So... You want to learn how to fly?
Here are some common questions :
Why should I be a pilot?
Becoming a pilot is rewarding in more ways than I can fit in a small paragraph. For me it has been a great travel tool; not only for pleasure, but also in business. I have found it to truly be a "time machine" living in the South East where mountains, windy roads, construction and drivers with less southern hospitality, make road trips long and dangerous. It is nice to soar above the traffic and be at your destination hours early and have time given back to you and your loved ones. For me personally, flying has been therapeutic. A way to leave your problems on the ground and post-pone them later. Some of the most beautiful sunrises and sunsets I have ever witnessed, I witnessed crossing the Appalachian mountains at 8,000 feet MSL
What is required to get a pilot's license?
Time. Money. Commitment.
...In addition to these, here is what you need from a legal standpoint :
Total Time: 40 hours minimum which consists of at least:
Dual: 20 hours minimum of flight training with an instructor on the Private Pilot areas of operation including:
- 3 hours of cross country flight training in a single engine airplane;
- 3 hours of night flight training in a single engine airplane, that includes at least:
a) 1 cross country flight of over 100 nm total distance; and
b) 10 T/O’s and 10 landings to a full stop with each involving a flight in the traffic pattern at an airport.
- 3 hours of flight training by reference to instruments in a single engine airplane; and
- 3 hours of flight training in a single engine airplane within the 60 days prior to the practical test.
Solo: 10 hours minimum of solo flying in a single engine airplane on the Private Pilot areas of operation including:
- 5 hours of solo cross country flying;
- 1 solo cross country flight of at least 150nm total distance with full stop landings at 3 points and one segment of at least 50nm between T/O and landings; and
- 3 T/O’s and landings to a full stop at an airport with an operating control tower.
To be eligible for a private pilot certificate, a person must:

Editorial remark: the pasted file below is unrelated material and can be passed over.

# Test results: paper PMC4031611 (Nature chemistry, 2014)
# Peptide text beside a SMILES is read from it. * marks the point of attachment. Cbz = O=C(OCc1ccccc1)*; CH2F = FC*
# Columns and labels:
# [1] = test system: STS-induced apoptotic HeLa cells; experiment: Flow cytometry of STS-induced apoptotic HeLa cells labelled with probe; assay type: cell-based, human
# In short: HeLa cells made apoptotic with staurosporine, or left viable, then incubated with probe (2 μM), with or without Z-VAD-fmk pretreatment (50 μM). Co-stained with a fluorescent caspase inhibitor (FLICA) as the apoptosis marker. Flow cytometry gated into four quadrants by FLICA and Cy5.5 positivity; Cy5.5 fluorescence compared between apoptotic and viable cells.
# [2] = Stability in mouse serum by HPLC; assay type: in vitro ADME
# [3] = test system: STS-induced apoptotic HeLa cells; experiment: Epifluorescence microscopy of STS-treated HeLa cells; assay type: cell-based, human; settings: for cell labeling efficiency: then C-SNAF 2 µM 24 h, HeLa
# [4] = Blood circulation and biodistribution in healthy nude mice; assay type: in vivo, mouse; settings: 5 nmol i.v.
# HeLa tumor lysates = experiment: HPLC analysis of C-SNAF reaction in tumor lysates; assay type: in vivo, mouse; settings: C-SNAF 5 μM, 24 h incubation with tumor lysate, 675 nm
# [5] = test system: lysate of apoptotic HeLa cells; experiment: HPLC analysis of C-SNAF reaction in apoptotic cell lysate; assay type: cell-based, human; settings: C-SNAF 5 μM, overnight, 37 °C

(a) Be at least 17 years of age to be licensed.
(b) Be at least 16 years of age to solo.
(c) Be able to read, speak, write, and understand the English language. If the applicant is unable to meet one of these requirements due to medical reasons, then the Administrator may place such operating limitations on that applicant’s pilot certificate as are necessary for the safe operation of the aircraft.
(d) Receive a logbook endorsement from an authorized instructor who:
(1) Conducted the training or reviewed the person’s home study on the aeronautical knowledge areas listed in §61.105(b) of this part that apply to the aircraft rating sought; and
(2) Certified that the person is prepared for the required knowledge test.
(e) Pass the required knowledge test on the aeronautical knowledge areas listed in §61.105(b) of this part.
(f) Receive flight training and a logbook endorsement from an authorized instructor who:
(1) Conducted the training in the areas of operation listed in §61.107(b) of this part that apply to the aircraft rating sought; and
(2) Certified that the person is prepared for the required practical test.
(g) Meet the aeronautical experience requirements of this part that apply to the aircraft rating sought before applying for the practical test.
(h) Pass a practical test on the areas of operation listed in §61.107(b) of this part that apply to the aircraft rating sought.
(i) Comply with the appropriate sections of this part that apply to the aircraft category and class rating sought.
(j) Hold a U.S. student pilot certificate, sport pilot certificate, or recreational pilot certificate.
What does it cost?
There is no sugar-coating the cost of becoming a pilot. It can be costly, but a rewarding investment in the end. Considering the national shortage of pilots in the US right now, choosing to become an airline pilot will likely prove to be quite a career in the next decade.
Expect to invest $7,000 - $10,000 in your private pilot license. However, finding a local flight club in your area can save a lot of money if there is flight instruction offered by some of the members. Most Cessna 172 rental rates range from $120/hr to $140/hr. However, if you join a club you can find these rates as low as $80/hr.
How Do I get started?
I would highly recommend visiting your local airport or flight school and taking a couple introductory flights. Flying is certainly not for everybody and unfortunately there is a high percentage of students who start training but never finish to get their certificate. It takes a lot of time, dedication, hard work and study to finally hold that license in your hand. So before you commit, give myself, or another CFI a call; ask some questions, go for a flight or two and you will quicly see if this is something you want to pursue.